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AASHTO Gradation Specifications For Superpave (hot mix asphalt) Sieve Size, mm (in.) Nominal Maximum Size (mm) (2 in.)100————— 37.5 (1 1/2 in.) 90–100100———— 25 (1 in.)90 max90–100100——— 19 (3/4 in.)—90 max90–100100—— 12.5 (1/2 in.)——90 max90– (3/8 in.)———90 max90–10095– (No. 4)————90 max90– (No. 8)15–4119–4523–4928–5832–67— 1.18 (No. 16)—————30– (No. 200) 0.0–6.01.0–7.02.0–8.02.0– –12.0 Mix types – identified by nominal max agg size Five control points per mix type

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Fineness Modulus a measure of the gradation fineness used for Concrete mix design daily quality control for concrete mix design R i = cumulative percent retained on sieve sequence #100, 50, 30, 16, 8, 4, and 3/8“ sieves range of for fine aggregate types larger FM being coarser aggregate

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Blending Aggregate Gradations Stockpile aggregates with limited size range controls segregation – determine blend of stockpiles to meet required control points. Trial & Error Method P i = A i a + B i b + C i c…. For sieve size i, Pi = percent in the blend that passes sieve size i A i, B i, C i … = percent of each stockpile in the blend a, b, c … = percent of stockpile A, B, C that passes sieve size i Use spreadsheet program for trial and error calculations

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Properties of Blended Aggregates Blended specific gravity: Other properties weighted average:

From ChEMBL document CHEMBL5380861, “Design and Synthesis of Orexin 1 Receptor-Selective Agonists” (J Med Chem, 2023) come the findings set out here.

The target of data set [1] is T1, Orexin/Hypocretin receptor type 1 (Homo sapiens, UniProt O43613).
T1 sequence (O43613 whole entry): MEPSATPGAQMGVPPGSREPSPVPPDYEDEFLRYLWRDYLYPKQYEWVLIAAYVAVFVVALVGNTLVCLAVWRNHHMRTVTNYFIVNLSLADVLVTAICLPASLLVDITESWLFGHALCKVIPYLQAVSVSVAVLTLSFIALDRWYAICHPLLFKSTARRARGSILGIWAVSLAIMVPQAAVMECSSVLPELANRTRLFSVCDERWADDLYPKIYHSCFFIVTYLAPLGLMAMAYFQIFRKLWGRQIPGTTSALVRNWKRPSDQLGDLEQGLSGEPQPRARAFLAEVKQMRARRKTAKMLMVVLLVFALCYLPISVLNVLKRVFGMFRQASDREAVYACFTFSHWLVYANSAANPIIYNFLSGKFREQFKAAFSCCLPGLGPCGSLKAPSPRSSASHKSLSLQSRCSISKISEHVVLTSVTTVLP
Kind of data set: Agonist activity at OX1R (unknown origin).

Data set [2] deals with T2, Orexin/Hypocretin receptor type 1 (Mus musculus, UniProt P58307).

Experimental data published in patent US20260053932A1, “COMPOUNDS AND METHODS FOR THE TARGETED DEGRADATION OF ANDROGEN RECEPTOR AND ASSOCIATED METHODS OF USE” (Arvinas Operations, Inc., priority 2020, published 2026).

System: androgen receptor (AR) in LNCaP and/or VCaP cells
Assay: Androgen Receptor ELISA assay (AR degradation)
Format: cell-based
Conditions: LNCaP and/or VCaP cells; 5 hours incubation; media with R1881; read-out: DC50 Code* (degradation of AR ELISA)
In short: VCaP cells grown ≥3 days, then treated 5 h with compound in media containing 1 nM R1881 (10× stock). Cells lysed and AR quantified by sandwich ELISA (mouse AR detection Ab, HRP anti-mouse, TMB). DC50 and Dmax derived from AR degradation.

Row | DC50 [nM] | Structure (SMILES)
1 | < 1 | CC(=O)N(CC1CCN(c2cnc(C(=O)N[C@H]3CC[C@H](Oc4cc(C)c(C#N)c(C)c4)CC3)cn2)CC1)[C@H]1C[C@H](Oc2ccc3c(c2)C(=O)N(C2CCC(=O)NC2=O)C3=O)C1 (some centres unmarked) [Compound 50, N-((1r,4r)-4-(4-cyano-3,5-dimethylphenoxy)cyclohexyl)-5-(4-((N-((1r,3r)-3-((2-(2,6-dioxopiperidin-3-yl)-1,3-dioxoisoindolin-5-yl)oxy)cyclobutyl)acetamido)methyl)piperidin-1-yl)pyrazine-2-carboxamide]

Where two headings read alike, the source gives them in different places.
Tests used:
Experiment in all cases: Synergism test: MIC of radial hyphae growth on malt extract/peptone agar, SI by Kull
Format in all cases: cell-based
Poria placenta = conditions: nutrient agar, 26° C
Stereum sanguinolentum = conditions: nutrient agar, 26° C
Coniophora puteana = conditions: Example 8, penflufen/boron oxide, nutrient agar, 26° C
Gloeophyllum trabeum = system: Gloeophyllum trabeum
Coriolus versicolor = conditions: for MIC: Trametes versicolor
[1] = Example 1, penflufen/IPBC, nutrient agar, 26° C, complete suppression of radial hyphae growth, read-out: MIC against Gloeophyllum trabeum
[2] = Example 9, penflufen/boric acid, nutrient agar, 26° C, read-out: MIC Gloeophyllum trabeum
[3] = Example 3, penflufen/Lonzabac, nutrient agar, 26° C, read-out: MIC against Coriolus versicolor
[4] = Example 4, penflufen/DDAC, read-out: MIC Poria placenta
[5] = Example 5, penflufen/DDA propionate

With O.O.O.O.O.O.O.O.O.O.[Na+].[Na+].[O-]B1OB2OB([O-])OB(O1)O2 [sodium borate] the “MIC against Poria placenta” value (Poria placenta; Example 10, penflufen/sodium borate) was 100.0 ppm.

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Cleanness and Deleterious Materials Deleterious Substances Organic impurities Minus mm (No. 200) Coal, lignite, or other low density materials Clay lumps and friable particles Soft particles Sand Equivalency Test SE = h sand / h clay x 100

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Alkali- Aggregate Reactivity Silica in some agg. reacts with the alkalis (Na 2 O, K 2 O) in Portland Cement (especially in warm, humid climates) excessive expansion cracking popouts Carbonates in aggregate can also react to a lesser extent Minimizing reactivity if a reactive aggregate must be used Type II cement – minimizes alkali content of P.C. Keep concrete as dry as possible Fly Ash (Pozzolans) reduce alkali reactivity (not too much) Sweetening – add crushed limestone to the aggregate

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Alkali-Aggregate Reactivity Tests ASTM C227 – tests expansion potential of cement-agg. combination expansion of mortar bar at specific temp. & humidity ASTM C289 – reactive silicates in agg. ASTM C586 – reactive carbonates in agg.

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Asphalt Affinity Affects the bond between asphalt binder and aggregate Asphalt Stripping (moisture induced damage) water causes asphalt film to separate from agg. reduces durability of Asphalt Concrete (A.C.) Hydrophilic (water-loving) silicates – acidic, negative surface charge more susceptible to stripping Hydrophobic (water-hating) limestone – basic, positive surface charge less susceptible to stripping stripping is also affected by porosity, absorption, coatings, etc. Testing ASTM D1664 & D submerge AC in tepid or boiling water ASTM D1075 – freeze-thaw cycles

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5.6 Handling Aggregates Minimize segregation, degradation, and contamination Avoiding Segregation separation into components with similar characteristics any movement of aggregates promotes segregation small drop height build stockpiles in multiple cones fractionalize stockpiles close to single size aggregates in each stockpile batch separately Avoiding degradation small drop height

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Sampling Aggregates Random and representative of entire stockpile sample from entire width of conveyor belts at several locations sample from top, middle, and bottom of stockpile at several locations around stockpile diameter use larger sample for testing larger max. size Sample splitting or quartering to reduce sample size from large stockpile to small 1-5 kg sample Sample Splitter Quartering